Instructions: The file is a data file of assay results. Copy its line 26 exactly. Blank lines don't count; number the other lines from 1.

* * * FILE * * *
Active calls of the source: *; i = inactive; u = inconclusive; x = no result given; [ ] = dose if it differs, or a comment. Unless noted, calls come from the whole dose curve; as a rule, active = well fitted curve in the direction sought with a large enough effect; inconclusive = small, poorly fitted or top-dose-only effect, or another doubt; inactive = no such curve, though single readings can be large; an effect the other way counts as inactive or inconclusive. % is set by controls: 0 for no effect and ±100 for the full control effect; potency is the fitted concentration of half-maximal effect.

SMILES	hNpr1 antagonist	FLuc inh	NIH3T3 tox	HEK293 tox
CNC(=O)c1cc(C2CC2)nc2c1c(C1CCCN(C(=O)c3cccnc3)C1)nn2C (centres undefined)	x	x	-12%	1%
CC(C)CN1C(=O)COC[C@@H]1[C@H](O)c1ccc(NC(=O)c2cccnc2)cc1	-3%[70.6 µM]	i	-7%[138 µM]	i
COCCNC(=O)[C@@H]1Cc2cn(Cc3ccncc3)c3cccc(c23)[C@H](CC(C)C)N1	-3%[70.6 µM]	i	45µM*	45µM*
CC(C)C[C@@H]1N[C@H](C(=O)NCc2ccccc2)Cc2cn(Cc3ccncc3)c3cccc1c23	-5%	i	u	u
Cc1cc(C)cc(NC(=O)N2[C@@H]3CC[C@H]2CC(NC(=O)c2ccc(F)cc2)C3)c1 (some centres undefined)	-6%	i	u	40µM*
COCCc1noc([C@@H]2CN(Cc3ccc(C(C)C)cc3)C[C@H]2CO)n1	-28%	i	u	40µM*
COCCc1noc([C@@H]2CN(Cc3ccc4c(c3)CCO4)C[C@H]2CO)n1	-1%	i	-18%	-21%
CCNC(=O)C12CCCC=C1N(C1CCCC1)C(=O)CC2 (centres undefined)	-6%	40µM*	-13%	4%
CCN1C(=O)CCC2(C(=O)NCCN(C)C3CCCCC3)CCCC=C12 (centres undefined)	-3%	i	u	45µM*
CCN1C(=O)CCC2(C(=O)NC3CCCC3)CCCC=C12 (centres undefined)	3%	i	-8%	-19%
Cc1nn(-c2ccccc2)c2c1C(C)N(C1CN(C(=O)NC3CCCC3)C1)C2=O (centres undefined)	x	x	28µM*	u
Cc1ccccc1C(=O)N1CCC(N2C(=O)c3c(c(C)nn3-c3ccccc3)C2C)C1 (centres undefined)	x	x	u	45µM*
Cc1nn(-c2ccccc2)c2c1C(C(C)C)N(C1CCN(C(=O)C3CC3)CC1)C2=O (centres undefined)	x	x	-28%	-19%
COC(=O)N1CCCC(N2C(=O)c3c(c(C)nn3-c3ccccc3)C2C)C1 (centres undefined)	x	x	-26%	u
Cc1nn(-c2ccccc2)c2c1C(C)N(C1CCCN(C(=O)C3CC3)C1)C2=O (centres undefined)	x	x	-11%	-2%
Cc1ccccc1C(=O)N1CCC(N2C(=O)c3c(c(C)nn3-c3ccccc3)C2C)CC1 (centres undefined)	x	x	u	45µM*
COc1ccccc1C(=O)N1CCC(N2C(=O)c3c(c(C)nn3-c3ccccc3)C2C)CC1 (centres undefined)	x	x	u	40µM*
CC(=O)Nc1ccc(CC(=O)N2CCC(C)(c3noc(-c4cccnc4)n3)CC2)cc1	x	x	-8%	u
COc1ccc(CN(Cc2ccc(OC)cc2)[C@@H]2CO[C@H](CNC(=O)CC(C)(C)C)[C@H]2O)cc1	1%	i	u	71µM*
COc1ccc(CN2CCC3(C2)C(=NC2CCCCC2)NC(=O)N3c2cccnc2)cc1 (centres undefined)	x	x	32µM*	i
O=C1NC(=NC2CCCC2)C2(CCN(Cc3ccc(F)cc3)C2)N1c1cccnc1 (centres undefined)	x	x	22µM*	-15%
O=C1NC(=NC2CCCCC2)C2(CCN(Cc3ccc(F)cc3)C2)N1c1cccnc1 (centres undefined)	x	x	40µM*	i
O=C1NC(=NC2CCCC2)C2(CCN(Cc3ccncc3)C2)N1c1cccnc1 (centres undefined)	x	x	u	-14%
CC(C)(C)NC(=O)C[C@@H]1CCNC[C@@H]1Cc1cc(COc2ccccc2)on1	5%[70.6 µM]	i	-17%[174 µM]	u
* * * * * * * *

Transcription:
CC(C)(C)NC(=O)C[C@@H]1CCNC[C@@H]1Cc1cc(COc2ccccc2)on1	5%[70.6 µM]	i	-17%[174 µM]	u